The other thing is running “lxd init”. I think I previously email you about that?

There is a question about bridge. How do I answer that?



So you are telling me that with a fresh install of Ubuntu, all I need is a lxc profile attached to the macvlan containers? What does this profile look like?

And I have no containers as of yet. How do I make them macvlan containers?

That post is from 2015, and decribes how to get your containers to obtain an IP from the LAN. They describe one of two ways to do so, using a bridge.
The other way is to use macvlan.

I think I describe well in my post how to use macvlan. My impression is that you go very fast when you try different guides and you end up with some errors.
It helps tremendously if you write in your own words your steps in following a guide.

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Your blog post worked for me on ubuntu 16.04 with lxc 2.0.11. I can ping google from net1 and can ping net1 from an external computer. I cannot ping net1 from the host, as is expected

Now onto configuring serial devices…

@Rayj, can you reply on this? You mention that you use a VM but did not specify which VM. Because macvlan may not work with a VM.


I am using Ubuntu 16.04.04 on a Vbox VM. LXD version 2.21
VirtualBox Graphical User Interface
Version 5.2.2 r119230 (Qt5.6.2)

Using your procedure, like I said, I am not getting an IP from DHCP.

BUT….here’s the weird thing. If I add eth0 to the container interfaces as auto eth0, iface eth0 inet dhcp, I discovered that if I then run tcpdump from the VM host on interface (enp0s3), the container magically gets an IP from DHCP. However I cannot ping anything from inside the container? And I cannot ping the container from outside.

It doesn’t make sense to me why running tcpdump on the VM causes the container to receive an IP? The host VM IP is and the container IP gets!
However, I can’t ping the container from my PC nor from the VM. I get “Destination Unreachable”.
I can’t ping the gateway,, from the container either.

Here is the container ifconfig after running tcpdump on the VM host:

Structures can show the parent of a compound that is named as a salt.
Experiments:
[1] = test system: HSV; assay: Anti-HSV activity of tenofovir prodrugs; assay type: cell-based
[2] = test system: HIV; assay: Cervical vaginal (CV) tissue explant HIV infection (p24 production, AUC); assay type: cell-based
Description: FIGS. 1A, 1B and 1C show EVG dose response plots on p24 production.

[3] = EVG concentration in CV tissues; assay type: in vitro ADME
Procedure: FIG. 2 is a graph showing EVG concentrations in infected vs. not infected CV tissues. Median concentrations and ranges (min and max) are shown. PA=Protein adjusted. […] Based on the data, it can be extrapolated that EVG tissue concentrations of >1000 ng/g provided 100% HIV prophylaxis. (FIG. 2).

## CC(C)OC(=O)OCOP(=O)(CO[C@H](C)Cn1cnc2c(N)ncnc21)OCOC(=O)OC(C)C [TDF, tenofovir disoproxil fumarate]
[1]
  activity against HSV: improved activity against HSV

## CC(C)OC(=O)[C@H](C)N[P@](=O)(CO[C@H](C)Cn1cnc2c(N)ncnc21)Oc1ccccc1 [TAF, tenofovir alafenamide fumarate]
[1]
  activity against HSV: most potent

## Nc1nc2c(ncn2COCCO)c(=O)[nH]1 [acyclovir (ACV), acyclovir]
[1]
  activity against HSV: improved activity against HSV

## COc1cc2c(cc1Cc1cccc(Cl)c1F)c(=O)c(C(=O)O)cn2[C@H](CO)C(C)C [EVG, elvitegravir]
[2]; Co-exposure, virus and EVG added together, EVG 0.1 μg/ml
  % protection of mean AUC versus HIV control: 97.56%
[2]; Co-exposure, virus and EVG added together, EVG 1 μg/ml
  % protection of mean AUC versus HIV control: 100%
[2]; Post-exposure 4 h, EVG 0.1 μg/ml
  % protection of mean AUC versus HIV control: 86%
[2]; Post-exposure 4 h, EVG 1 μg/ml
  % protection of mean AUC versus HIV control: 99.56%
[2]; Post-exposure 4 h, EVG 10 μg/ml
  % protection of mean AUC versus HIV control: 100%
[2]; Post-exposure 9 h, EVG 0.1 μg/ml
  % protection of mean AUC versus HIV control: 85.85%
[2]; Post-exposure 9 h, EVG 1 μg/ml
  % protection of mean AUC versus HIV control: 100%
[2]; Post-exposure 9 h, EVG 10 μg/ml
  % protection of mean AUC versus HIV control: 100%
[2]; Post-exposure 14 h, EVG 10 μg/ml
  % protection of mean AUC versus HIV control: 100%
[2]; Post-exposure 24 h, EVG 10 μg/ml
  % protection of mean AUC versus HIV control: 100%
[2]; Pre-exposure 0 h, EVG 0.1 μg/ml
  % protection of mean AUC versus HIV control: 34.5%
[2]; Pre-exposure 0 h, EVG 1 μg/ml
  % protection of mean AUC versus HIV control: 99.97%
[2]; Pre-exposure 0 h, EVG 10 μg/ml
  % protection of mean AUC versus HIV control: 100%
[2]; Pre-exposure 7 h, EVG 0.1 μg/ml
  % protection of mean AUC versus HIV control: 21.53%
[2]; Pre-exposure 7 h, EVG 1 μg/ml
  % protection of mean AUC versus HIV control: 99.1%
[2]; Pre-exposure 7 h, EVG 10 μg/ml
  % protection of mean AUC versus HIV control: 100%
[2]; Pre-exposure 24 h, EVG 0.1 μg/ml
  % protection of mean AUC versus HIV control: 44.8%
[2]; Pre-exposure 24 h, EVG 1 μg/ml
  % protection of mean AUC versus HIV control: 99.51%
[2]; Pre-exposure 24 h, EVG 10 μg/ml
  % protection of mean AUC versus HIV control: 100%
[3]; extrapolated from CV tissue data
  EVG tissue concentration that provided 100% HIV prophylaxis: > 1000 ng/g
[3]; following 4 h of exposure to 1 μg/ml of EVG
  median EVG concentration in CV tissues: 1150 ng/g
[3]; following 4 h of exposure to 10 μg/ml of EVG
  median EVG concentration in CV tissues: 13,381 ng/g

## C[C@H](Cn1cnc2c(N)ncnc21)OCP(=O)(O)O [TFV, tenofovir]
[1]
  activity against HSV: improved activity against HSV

root@LPC1:~# ifconfig
eth0 Link encap:Ethernet HWaddr 00:16:3e:32:ba:fd
inet addr: Bcast: Mask:
inet6 addr: fe80::216:3eff:fe32:bafd/64 Scope:Link
RX packets:313 errors:0 dropped:0 overruns:0 frame:0
TX packets:35 errors:0 dropped:0 overruns:0 carrier:0
collisions:0 txqueuelen:1
RX bytes:35935 (35.9 KB) TX bytes:3514 (3.5 KB)

lo Link encap:Local Loopback
inet addr: Mask:
inet6 addr: ::1/128 Scope:Host
RX packets:14 errors:0 dropped:0 overruns:0 frame:0
TX packets:14 errors:0 dropped:0 overruns:0 carrier:0
collisions:0 txqueuelen:1
RX bytes:1236 (1.2 KB) TX bytes:1236 (1.2 KB

Here is the container ip route after running tcpdump on the host VM:

root@LPC1:~# ip route
default via dev eth0 dev eth0 proto kernel scope link src

Here is the container ifconfig after restarting the container:

root@LPC1:~# ifconfig
eth0 Link encap:Ethernet HWaddr 00:16:3e:32:ba:fd
inet6 addr: fe80::216:3eff:fe32:bafd/64 Scope:Link
RX packets:25 errors:0 dropped:0 overruns:0 frame:0
TX packets:9 errors:0 dropped:0 overruns:0 carrier:0
collisions:0 txqueuelen:1
RX bytes:2310 (2.3 KB) TX bytes:1534 (1.5 KB)

lo Link encap:Local Loopback
inet addr: Mask:
inet6 addr: ::1/128 Scope:Host
RX packets:0 errors:0 dropped:0 overruns:0 frame:0
TX packets:0 errors:0 dropped:0 overruns:0 carrier:0
collisions:0 txqueuelen:1
RX bytes:0 (0.0 B) TX bytes:0 (0.0 B)

Here is the container ip route after restarting the container:

root@LPC1:~# ip route

So, restarting the container, the IP goes away and “ip route” shows nothing.
Run tcpdump on the VM and the IP comes back?

It seems that this is a Vbox issue, but is there an easy way to see if this really is a Vbox issue?

Any ideas? Work arounds?